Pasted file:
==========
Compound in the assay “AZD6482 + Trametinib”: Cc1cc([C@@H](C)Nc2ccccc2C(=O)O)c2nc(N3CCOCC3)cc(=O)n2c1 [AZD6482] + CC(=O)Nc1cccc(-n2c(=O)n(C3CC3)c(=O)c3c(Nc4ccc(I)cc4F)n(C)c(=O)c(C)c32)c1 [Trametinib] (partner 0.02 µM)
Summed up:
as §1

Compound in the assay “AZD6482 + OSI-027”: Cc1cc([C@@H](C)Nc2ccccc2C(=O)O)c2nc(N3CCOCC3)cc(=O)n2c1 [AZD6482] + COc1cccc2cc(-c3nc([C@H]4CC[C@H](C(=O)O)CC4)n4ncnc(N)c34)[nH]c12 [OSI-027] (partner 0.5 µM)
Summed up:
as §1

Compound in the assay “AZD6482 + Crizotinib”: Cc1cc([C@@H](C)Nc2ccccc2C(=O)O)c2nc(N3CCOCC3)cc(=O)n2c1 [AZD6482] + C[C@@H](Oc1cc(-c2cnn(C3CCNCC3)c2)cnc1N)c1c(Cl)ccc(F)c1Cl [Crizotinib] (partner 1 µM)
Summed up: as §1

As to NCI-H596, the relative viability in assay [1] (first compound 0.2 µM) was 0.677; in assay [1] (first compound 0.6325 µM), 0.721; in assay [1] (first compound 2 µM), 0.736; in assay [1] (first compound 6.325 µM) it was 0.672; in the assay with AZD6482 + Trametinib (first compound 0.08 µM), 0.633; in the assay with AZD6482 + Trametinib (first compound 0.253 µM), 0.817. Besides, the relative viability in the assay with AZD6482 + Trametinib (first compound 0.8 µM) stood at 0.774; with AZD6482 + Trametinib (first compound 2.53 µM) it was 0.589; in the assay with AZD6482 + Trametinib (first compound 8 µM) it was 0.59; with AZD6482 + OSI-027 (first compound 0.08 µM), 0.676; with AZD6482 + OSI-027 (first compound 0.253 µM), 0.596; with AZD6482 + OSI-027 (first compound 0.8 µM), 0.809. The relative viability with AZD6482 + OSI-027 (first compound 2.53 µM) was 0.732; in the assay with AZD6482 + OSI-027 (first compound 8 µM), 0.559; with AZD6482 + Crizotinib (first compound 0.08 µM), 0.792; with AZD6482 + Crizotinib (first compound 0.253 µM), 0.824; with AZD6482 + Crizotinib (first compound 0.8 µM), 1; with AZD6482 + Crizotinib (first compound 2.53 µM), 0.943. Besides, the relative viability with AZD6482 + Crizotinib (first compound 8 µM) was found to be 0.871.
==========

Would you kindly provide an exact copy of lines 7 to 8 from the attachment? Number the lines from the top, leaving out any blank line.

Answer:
Compound in the assay “AZD6482 + Crizotinib”: Cc1cc([C@@H](C)Nc2ccccc2C(=O)O)c2nc(N3CCOCC3)cc(=O)n2c1 [AZD6482] + C[C@@H](Oc1cc(-c2cnn(C3CCNCC3)c2)cnc1N)c1c(Cl)ccc(F)c1Cl [Crizotinib] (partner 1 µM)
Summed up: as §1